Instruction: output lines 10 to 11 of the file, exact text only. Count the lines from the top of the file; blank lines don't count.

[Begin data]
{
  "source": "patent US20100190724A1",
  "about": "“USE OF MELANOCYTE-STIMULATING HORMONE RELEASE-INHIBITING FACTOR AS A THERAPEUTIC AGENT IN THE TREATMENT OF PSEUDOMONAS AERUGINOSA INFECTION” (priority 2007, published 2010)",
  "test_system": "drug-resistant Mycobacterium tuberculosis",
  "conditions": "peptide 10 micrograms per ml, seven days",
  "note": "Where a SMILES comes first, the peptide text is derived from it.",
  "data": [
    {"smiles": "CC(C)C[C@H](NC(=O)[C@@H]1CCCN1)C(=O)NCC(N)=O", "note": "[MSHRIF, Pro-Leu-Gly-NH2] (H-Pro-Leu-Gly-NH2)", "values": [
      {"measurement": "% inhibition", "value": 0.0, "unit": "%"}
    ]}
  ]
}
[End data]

    ]}
  ]